Social memory and the impact of commemorative remedies ordered by the Inter-American Court of Human Rights

Moshe Hirsch*, Milad A.Said Barguil

*Corresponding author for this work

Research output: Contribution to journalArticlepeer-review


Social memory studies start from the premise that people acquire their memories not only through individual means, but through social processes as well. Social groups often provide materials for memory, and prod individuals into recalling particular events. One of the distinctive differences between the practice of the Inter-American Court of Human Rights (IACtHR) and the European Court of Human Rights (ECtHR) concerns memory-related remedies. While the IACtHR quite frequently orders respondent states to commemorate grave violations of human rights (including the construction of monuments), the ECtHR has refrained from granting such commemorative remedies. Some organizations representing victims have called upon additional tribunals to embrace the IACtHR's remedial approach to address grave breaches of international law. Drawing on social memory scholarship, this study is aimed at empirically assessing the impact of four sites of memory in Colombia established by order of the IACtHR. The study's findings suggest that international tribunals alone cannot shape collective memories that are inconsistent with sociocultural features characterizing the local society. On the other hand, judicially-ordered sites of memory are meaningful for the victims' families and small-scale social units. These findings turn our attention to micro-level sociological perspectives, and particularly to the symbolic-interactionist approach to international law, highlighting the vital symbolic role of international tribunals for individuals and small social units. The valuable role of such memorial sites for the victims' relatives and related communities suggests that international tribunals addressing grave human rights violations should consider granting commemorative remedies.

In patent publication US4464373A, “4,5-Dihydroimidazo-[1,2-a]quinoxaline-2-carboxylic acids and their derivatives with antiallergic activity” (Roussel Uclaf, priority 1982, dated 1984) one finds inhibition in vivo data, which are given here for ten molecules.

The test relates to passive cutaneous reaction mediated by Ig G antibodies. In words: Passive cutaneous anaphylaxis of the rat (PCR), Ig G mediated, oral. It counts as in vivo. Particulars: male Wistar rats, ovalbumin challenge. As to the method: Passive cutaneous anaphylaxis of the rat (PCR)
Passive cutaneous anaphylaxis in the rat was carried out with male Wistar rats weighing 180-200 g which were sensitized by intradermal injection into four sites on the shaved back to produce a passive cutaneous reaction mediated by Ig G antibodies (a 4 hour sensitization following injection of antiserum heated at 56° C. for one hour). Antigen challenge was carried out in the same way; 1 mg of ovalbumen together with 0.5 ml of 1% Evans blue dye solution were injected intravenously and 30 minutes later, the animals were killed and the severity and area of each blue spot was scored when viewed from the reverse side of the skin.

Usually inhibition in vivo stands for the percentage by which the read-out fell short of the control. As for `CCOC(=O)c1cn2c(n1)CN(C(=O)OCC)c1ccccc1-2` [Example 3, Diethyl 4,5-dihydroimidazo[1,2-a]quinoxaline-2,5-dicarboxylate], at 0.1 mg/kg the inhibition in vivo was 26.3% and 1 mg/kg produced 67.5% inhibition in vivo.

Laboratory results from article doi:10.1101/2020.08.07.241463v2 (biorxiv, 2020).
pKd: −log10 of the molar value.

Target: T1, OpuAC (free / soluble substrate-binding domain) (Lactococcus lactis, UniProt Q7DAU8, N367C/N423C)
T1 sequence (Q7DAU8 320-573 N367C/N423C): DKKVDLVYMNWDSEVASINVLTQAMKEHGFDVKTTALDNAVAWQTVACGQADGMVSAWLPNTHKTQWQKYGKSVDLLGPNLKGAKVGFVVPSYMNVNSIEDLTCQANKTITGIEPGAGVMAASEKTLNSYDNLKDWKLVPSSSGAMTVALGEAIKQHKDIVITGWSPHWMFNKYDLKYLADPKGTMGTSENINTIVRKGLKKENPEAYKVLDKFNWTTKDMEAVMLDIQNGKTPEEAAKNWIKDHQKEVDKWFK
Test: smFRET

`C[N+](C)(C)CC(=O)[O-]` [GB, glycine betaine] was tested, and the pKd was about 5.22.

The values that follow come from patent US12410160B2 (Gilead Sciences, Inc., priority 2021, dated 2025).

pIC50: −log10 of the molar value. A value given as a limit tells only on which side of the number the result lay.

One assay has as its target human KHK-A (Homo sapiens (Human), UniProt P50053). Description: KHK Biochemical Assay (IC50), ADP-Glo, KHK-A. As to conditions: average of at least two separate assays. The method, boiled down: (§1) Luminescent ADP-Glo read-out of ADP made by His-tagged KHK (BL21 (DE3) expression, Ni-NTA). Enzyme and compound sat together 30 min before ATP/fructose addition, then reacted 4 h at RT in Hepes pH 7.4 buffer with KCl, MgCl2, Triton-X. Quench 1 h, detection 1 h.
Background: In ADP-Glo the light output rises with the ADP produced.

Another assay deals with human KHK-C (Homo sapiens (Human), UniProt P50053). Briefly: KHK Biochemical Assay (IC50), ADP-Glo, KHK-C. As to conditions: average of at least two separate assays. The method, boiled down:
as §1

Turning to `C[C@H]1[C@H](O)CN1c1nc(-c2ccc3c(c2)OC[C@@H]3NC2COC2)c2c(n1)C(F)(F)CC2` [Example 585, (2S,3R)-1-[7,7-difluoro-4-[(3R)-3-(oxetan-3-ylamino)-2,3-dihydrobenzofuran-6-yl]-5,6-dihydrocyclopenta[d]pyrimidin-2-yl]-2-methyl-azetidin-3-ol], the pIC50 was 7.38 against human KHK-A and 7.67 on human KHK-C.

Original languageAmerican English
Pages (from-to)9-31
Number of pages23
JournalLeiden Journal of International Law
Issue number1
StatePublished - 1 Mar 2023

Bibliographical note

Publisher Copyright:
© The Author(s), 2022. Published by Cambridge University Press on behalf of The Foundation of the Leiden Journal of International Law in association with the Grotius Centre for International Law, Leiden University.


  • Inter-American Court of Human Rights
  • collective memory
  • international human rights law
  • international law
  • international tribunals
  • sociology of law


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